Microfinance Leaders Launch Campaign for Client Protectionat Clinton Global Initiative
Commitment at CGI announced by The Center for Financial Inclusion at ACCION; founding partners include Al Amana, CGAP, Compartamos, Deutsche Bank, Freedom from Hunger, Grameen Foundation, Opportunity International, Pro Mujer and Women’s World Banking
NEW YORK, N.Y., September 24, 2008 – The Center for Financial Inclusion at ACCION International today announced a Campaign for Client Protection in Microfinance—a broad-based initiative to unite microfinance providers in commitment to the campaign standards for the appropriate treatment of low-income clients. Founding partners of the Campaign include Al Amana (Morocco), CGAP, Compartamos Banco (Mexico), Deutsche Bank, Freedom from Hunger, Grameen Foundation, Opportunity International, Pro Mujer and Women’s World Banking.
Designed to maintain and extend the microfinance industry’s dedication to the welfare of its clients in a period of rapid growth, the campaign will promote a Microbanker’s Oath, akin to the Hippocratic Oath, articulating six core principles:
· Avoidance of reckless lending that creates over-indebtedness
· Transparent and fair pricing
· Collections practices that are not abusive or coercive
· Ethical standards for staff
· Recourse mechanisms for client problems
· Privacy of client data
At the Clinton Global Initiative (CGI), the Campaign announced a Commitment to Action to engage at least half of the world’s 500 largest microfinance institutions (MFIs) reporting to the MIX Market (www.mixmarket.org) within the next three years. The MIX 500 MFIs serve an estimated 65 million borrowers among the self-employed poor worldwide, 70 percent of them women. Ultimately, the Campaign envisions that tens of thousands of people working in the microfinance industry will also personally sign the Oath via a campaign website.
Beyond adherence to common principles, the Campaign will develop implementation tools and certification standards to ensure that pro-consumer practices are implemented. The Campaign also seeks to engage microfinance investors, who have become increasingly active in monitoring the social performance of financially self-sustaining MFIs.
“The profit versus nonprofit microfinance debate that has captured so much industry energy this year is the wrong argument,” said Elisabeth Rhyne, managing director of the Center for Financial Inclusion. “The real challenge is to maintain dual focus on rapidly scaling up outreach while meeting the highest standards of client service and protection. The Campaign will foster appropriate growth in microfinance by creating industry practices and standards—ensuring that the social mission remains front and center.”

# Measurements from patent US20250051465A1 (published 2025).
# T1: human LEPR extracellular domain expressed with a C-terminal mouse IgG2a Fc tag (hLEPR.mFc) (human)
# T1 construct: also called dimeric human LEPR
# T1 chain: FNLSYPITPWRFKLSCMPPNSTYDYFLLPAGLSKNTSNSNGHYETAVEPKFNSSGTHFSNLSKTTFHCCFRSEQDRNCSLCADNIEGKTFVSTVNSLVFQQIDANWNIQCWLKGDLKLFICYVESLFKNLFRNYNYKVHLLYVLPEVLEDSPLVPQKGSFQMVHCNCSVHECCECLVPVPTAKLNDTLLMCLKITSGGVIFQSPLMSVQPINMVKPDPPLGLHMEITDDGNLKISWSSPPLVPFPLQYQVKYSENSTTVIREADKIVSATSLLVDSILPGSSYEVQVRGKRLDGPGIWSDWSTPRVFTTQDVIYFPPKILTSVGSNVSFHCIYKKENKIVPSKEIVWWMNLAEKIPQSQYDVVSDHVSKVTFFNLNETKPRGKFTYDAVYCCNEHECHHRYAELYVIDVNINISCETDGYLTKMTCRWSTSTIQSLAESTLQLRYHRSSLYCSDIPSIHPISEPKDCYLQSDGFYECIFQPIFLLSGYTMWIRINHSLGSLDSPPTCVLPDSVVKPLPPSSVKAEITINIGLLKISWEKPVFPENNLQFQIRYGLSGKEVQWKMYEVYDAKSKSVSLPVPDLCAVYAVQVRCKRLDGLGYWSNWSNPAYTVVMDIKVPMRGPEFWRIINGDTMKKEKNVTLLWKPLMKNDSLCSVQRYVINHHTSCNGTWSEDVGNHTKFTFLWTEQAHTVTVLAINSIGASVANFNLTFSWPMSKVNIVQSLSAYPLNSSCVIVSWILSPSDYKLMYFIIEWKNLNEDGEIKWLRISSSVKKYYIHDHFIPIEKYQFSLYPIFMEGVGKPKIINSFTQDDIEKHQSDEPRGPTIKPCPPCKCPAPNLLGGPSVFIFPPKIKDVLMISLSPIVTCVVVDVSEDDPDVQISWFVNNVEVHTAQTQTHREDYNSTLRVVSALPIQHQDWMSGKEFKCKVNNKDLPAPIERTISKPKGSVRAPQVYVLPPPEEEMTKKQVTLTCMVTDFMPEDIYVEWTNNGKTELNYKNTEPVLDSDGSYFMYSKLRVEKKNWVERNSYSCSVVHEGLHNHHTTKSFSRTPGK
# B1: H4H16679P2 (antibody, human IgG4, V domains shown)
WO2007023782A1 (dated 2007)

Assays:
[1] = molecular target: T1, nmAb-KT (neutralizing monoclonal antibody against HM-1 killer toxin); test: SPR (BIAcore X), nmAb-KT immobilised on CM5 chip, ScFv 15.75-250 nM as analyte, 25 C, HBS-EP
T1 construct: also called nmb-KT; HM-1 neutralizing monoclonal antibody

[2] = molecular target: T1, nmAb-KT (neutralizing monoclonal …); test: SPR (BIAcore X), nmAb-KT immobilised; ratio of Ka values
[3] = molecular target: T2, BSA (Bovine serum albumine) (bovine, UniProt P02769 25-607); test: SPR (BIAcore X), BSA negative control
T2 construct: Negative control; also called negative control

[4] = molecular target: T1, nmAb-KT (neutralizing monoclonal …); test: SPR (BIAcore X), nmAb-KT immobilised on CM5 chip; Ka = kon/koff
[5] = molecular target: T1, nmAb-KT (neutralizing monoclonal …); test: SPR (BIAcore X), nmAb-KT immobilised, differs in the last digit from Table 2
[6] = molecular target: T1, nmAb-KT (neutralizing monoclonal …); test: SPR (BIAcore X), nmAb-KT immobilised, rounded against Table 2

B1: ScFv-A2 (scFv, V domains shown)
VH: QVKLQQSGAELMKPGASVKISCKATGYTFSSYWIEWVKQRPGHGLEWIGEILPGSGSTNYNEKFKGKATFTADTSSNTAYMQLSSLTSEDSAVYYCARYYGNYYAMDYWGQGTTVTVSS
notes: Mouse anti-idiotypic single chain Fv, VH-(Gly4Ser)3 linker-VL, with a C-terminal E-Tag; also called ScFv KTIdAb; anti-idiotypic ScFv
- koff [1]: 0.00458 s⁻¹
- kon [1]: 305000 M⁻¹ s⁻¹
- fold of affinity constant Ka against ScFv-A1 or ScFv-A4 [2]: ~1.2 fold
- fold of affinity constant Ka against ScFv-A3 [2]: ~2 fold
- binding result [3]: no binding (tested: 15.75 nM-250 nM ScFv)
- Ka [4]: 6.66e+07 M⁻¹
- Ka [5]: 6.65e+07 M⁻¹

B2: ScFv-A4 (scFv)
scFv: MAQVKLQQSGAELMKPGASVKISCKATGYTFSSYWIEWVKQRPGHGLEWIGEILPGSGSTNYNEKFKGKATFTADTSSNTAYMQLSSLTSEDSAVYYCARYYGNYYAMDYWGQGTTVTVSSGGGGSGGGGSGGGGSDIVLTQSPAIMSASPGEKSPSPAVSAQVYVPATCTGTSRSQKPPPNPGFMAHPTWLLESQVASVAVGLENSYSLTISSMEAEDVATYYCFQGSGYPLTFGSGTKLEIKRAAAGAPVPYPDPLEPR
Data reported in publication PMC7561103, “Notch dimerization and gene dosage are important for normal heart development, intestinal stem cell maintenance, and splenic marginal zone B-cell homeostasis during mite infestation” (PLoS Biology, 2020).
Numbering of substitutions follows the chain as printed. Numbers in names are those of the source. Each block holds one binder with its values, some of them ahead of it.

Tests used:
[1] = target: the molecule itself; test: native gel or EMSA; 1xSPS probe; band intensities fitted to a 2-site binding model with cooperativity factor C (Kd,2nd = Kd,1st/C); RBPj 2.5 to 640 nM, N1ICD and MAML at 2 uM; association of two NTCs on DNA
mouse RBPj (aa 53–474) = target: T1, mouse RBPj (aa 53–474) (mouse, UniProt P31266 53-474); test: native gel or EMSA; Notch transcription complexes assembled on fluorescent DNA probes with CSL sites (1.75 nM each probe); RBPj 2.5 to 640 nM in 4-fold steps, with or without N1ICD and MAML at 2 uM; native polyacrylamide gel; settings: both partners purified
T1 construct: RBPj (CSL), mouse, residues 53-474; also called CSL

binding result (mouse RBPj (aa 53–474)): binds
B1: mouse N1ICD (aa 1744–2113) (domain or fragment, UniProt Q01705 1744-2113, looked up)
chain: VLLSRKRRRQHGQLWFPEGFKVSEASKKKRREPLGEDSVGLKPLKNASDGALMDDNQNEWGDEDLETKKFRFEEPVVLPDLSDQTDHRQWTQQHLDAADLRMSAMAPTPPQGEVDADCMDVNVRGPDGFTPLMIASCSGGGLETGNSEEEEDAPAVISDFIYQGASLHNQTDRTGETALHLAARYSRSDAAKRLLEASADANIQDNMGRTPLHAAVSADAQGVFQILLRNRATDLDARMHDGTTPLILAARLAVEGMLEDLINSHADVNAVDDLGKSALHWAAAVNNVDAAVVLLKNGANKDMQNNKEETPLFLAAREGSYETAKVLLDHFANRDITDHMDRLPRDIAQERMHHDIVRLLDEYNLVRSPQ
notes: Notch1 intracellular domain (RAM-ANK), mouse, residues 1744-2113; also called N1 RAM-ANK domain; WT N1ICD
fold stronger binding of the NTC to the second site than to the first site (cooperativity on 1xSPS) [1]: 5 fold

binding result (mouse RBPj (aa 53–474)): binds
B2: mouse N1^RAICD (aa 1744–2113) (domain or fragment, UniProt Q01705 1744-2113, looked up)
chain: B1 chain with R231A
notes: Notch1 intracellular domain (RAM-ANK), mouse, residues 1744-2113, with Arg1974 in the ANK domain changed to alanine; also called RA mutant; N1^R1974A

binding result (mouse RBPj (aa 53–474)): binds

“Investors have a crucial role to play as microfinance providers further develop finance that works for low-income people,” said Kate McKee, senior policy advisor for CGAP. “This Campaign provides a vehicle by which investors can both reward and support investment-grade MFIs that truly serve their target populations and adopt policies, practices and products that safeguard their clients’ interests.”
“The continued fallout from the subprime crisis is a sober reminder of the devastation caused by abusive lending practices,” said Alex Counts, president of Grameen Foundation. “The Campaign is designed to ensure that microbankers never forget whom they are serving and that they continue to act in their clients’ best interests.”
The CGI commitment to a multi-year Campaign for Client Protection is an outgrowth in part of the ‘Pocantico Declaration,’ a statement of principles and concerns issued by 25 microfinance leaders brought together by Deutsche Bank (DB) in April 2008 at the Pocantico Conference Center in Tarrytown, New York. While applauding rapid growth and innovation in the delivery of financial services to the world’s poor, the Declaration calls attention to the need to ensure that microfinance grows with transparency and without putting the solvency of its clients at risk through over-indebtedness. The Campaign aims to ensure that consumer protection practices and principles become part of the DNA of the microfinance community.
About the Center for Financial InclusionThe Center for Financial Inclusion pursues the proposition that low-income people deserve high-quality financial services and that these services can best be provided through commercial models that incorporate social purpose. The Center works on behalf of the microfinance industry as a whole, serving as a bridge that leverages private sector interest in the provision of financial services for the poor. With an emphasis on deep collaboration, the Center is outcomes-focused, setting specific goals and measures of accountability for real-world change through inclusive finance. For more information, please visit www.centerforfinancialinclusion.org
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Caroline Mauldin Bruce MacDonaldCommunications Officer Vice President, CommunicationsCenter for Financial Inclusion ACCION InternationalTel. +1-202-393-5113 x1635 Tel. +email@example.com firstname.lastname@example.org www.accion.org